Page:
Protecting the environment with intelligence

F-gas alternatives are working in your home right now!

As a campaigner working on climate change policy, it’s easy to get lost in a world of abstract figures. A few million tonnes of carbon here, a billion dollars there – it can all seem very academic and unreal.

Polar bear (c) Mathieu Belanger, Reuters

At the other extreme, there are those stories that bring you back to earth with a crunch, like the ongoing decline of polar bears in Manitoba, in Canada, and the increasing frequency of extreme weather events. These can get you down and, combined with global thumb-twiddling, can make everything seem very bleak.

It is important, therefore, to remind yourself that progress is happening, and that things can get better. It is also important to remember what all these emissions mean and where they come from.

As an example, we at EIA are currently working on getting politicians to agree an ambitious revision of the European Union’s F-Gas Regulation (stay with me). F-gases are so called because they contain fluorine, and are a family of man-made greenhouse gases used mainly as refrigerants. They are powerful global warming agents, weight for weight hundreds or thousands of times more potent than carbon dioxide. Altogether, they account for about two per cent of Europe’s emissions and could comprise 20 per cent of global emissions by the middle of the century.

The trouble with F-gases is that it’s hard to get people that excited about them. The percentages and acronyms put people off. Throw in a range of chemicals with names such as HFC-134a and HCFC-22, and most of your audience has put up ‘do not disturb’ signs on their foreheads. The truth is, though, that this is all very simple. It is just about what chemicals we use to cool down our food, homes and factories. Is essence, it is about fridges and air-conditioning. Each one of us will have used F-gases at some point in our lives, and most will do so every day. Virtually every supermarket and shop in the world uses F-gases. So too does the office water cooler or the hotel air-con.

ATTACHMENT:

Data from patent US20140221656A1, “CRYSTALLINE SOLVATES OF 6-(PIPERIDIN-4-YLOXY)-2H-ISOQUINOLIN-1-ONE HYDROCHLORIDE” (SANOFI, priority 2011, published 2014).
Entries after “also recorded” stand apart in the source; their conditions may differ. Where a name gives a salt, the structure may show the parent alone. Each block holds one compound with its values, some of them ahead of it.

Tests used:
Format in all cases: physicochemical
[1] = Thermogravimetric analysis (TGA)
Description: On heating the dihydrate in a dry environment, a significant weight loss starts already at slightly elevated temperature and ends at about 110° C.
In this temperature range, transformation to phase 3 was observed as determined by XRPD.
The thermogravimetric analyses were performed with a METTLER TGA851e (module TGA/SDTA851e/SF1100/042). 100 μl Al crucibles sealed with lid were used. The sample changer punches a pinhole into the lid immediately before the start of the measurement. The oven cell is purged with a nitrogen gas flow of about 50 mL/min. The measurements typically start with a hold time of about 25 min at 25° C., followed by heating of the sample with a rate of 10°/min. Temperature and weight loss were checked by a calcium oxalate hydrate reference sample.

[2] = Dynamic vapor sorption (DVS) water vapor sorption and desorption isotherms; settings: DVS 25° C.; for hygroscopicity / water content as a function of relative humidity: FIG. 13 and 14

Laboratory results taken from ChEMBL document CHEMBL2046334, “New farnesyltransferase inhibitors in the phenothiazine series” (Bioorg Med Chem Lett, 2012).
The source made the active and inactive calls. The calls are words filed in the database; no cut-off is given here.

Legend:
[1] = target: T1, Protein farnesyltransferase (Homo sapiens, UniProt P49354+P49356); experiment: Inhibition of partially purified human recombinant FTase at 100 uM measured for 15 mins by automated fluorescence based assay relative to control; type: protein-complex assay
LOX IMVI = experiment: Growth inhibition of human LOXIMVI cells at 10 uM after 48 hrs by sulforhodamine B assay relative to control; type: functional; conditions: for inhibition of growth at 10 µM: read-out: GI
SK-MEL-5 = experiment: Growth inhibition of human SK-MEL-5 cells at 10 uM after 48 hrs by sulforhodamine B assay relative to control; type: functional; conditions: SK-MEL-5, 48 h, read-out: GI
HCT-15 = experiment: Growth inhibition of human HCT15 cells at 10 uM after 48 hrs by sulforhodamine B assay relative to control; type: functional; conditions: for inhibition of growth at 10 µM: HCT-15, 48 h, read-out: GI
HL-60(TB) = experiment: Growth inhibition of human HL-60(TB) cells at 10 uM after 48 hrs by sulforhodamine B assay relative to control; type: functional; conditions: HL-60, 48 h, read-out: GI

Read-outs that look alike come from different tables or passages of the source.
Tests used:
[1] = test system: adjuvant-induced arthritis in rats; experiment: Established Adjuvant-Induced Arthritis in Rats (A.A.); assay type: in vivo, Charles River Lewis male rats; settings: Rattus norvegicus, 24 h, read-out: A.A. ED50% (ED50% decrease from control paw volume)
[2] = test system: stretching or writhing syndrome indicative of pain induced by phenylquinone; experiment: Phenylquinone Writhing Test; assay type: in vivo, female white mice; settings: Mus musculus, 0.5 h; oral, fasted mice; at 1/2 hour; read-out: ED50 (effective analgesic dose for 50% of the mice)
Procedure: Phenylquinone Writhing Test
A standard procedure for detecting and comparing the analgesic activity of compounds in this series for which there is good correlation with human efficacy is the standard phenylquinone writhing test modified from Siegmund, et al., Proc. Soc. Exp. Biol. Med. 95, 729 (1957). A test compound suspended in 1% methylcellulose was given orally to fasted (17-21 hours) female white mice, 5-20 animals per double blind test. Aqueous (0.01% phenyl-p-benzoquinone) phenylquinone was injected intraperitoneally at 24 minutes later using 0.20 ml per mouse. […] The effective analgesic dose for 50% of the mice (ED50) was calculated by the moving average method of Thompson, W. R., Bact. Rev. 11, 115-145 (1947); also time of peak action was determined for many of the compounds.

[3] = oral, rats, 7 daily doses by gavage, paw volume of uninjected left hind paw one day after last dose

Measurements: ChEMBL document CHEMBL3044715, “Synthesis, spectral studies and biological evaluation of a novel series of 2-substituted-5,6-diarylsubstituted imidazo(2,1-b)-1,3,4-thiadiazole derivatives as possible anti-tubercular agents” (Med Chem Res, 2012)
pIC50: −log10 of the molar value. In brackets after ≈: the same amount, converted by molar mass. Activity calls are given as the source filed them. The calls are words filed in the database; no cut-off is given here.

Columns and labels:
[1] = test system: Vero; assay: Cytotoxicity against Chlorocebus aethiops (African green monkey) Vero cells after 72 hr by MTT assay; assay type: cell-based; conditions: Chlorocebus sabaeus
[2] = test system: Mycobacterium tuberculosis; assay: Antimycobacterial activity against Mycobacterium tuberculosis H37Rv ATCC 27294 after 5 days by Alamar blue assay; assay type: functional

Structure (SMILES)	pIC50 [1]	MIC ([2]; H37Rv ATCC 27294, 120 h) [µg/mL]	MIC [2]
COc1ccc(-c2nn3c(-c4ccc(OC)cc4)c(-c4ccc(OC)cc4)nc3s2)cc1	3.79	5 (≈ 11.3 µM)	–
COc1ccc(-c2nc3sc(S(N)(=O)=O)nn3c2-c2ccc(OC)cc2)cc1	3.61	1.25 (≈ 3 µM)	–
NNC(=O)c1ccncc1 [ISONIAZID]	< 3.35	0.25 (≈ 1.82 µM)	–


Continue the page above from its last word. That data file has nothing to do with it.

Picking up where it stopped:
The next thing, then, is what can we do about it? These things are everywhere, right? They’re too big to stop? Well, yes and no. The fact that they are everywhere means there’s a big problem, but also a big opportunity.

The good news is that there are lots of chemicals we can use to run cooling systems, many of which don’t harm the climate at all. In fact, this has already started happening. Before the mid-1990s, virtually every household fridge-freezer used F-gases. There were other options, but no-one much was using them. Then Greenpeace came forward and, working with an old fridge manufacturer in Germany, pioneered the use of an alternative chemical which they called greenfreeze, but which is really just a mixture of gases such as propane and butane (the kind you find in camping stoves). The F-gas industry ridiculed it – it would be dangerous, some said; the fridges would catch fire and kill people; the efficiency would be terrible. None of it was true. Nowadays, virtually every new fridge in Europe uses this technology, and no-one has even realised. Appliances don’t explode, and prices haven’t soared. Since each fridge used to contain the carbon dioxide equivalent of driving a car from London to Berlin and back, that makes a big difference to the environment.

Back to the present and we once again have a huge opportunity. EIA is pressing for ambitious new laws. We want F-gases phased out by 2020. ‘No way, it’ll never work’ is likely to be the industry response. I imagine it won’t be long before we are accused of being dangerous and irresponsible. The opposite is true. It will be a huge battle, but if we get this right, and our phase-out goes through, no-one will really notice a difference in their day-to-day lives, but we will have saved hundreds of millions of tonnes worth of carbon emissions.

To put it in context, our plan would save the equivalent of 20 per cent of France’s carbon emissions, every year. That wouldn’t be bad for an issue no-one has heard of, and a bit of much-needed good news for the climate into the bargain.


Alasdair Cameron

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